JIT production disruptions

JIT production disruptions

James Womack, president of the Lean Enterprise Institute and authority on lean manufacturing says, “In the days since September 11, we’ve seen many mentions in the American media of the impracticality of just-in-time supply of parts and calls for massive warehouses to buffer supply chains. Of course, the problem is that this advice is wrong, and it’s hurtful to those of you implementing lean. Let’s think this situation through. In almost every value stream, there will be some inventory at points where the product cannot flow. This inventory will typically consist of finished goods at the shipping point in each facility, work-inprocess between fabrication steps, and raw materials (incoming goods) at the receiving end.

“In the current situation, with uncertainty about deliveries from upstream and gyrations in demand from downstream, you may feel it necessary to increase the size of your finished goods and raw material stocks. However, these extra stocks should be kept aside-out of the path of the value stream, but not in some remote warehouse-and their presence doesn’t effect the logic of just-in-time parts supply. Each downstream process needing parts should still signal directly to the upstream supplying process when more parts are needed, and these should be supplied frequently in small lots. The one adjustment necessary over time, if bottlenecks persist at border points, might be longer reorder times. (Logically this is the same as assuming that suppliers have suddenly moved further away.) Otherwise, lean production can proceed as in the past.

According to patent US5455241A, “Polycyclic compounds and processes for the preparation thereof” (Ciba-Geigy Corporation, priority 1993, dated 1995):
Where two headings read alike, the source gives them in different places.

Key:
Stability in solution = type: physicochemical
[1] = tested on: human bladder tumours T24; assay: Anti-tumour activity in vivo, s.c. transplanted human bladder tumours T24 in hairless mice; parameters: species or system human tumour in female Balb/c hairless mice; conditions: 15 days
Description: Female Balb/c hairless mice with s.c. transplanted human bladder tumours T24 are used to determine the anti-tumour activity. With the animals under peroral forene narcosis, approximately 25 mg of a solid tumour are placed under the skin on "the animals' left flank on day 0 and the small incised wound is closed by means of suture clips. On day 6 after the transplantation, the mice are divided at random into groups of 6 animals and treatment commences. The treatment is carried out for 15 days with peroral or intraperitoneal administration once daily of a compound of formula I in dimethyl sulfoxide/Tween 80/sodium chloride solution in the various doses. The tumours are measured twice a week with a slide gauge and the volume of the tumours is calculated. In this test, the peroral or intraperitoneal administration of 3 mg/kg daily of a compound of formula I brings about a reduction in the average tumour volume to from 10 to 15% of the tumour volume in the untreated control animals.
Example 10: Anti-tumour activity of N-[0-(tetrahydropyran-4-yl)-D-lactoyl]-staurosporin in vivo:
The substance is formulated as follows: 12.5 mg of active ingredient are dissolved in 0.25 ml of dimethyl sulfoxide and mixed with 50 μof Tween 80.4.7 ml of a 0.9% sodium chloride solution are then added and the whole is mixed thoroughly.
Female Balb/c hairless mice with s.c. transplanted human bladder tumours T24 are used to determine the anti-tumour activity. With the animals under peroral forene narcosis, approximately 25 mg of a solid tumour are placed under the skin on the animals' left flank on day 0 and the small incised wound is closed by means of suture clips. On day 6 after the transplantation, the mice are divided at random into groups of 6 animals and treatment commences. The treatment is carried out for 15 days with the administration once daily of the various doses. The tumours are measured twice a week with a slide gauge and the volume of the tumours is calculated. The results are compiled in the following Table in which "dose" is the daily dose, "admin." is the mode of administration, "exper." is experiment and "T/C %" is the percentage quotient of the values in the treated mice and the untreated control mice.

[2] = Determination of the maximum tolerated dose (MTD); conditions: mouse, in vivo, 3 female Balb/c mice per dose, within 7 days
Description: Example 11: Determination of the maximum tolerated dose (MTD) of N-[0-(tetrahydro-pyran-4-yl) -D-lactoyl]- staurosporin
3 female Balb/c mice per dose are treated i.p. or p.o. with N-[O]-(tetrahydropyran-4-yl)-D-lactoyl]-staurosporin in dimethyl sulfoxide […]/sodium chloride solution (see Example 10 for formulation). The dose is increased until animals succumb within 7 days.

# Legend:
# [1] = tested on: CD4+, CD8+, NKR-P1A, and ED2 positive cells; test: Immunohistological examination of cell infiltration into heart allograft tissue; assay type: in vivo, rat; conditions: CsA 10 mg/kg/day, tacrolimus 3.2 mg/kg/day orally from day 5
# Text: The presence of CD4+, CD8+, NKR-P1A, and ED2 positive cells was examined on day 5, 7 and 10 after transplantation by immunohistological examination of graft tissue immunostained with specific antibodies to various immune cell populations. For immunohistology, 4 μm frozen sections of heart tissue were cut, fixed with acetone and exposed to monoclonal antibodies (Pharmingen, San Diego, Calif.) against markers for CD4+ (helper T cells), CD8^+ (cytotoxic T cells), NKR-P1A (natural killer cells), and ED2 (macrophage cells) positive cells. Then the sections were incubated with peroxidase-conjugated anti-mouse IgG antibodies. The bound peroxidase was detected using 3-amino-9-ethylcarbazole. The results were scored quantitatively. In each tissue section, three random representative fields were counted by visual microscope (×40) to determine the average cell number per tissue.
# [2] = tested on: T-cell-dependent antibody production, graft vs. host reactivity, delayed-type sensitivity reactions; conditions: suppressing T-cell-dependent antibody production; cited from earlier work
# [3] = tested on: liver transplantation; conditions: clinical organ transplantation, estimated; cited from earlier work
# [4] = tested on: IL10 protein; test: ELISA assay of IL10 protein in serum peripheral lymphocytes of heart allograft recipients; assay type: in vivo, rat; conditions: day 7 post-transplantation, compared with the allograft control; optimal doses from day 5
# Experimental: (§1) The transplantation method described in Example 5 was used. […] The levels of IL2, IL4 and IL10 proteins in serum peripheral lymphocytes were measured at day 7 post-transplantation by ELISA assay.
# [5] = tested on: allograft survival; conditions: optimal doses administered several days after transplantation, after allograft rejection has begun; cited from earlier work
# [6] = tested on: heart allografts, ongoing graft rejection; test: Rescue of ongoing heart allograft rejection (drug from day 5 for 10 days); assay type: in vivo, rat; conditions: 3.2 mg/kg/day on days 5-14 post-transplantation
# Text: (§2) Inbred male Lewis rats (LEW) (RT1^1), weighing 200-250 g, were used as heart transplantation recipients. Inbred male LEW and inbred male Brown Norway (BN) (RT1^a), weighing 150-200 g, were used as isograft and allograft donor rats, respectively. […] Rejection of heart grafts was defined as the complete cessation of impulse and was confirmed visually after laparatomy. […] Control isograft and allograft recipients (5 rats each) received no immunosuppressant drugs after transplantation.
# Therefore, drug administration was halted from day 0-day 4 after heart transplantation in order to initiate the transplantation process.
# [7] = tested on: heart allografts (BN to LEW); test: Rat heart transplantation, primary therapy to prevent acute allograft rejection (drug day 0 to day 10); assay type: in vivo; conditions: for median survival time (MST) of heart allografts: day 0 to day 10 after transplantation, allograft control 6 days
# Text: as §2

“All this said, the current crisis does beg us to ask a very simple question central to lean thinking: Why are the value creating steps along most value streams today so far apart, with many border crossings? Why not compress your value streams for each product family to put all of the value creating steps in one area (as at Toyota City) or even in one facility? Depending on factor costs and customer expectations, the appropriate location might be in a high labor-cost area-close to end users-or in a low-cost area for price sensitive products where customers are willing to wait. In either case, you will be better off with as many steps as possible co-located.”

Copyright Society of Manufacturing Engineers Mar 2002

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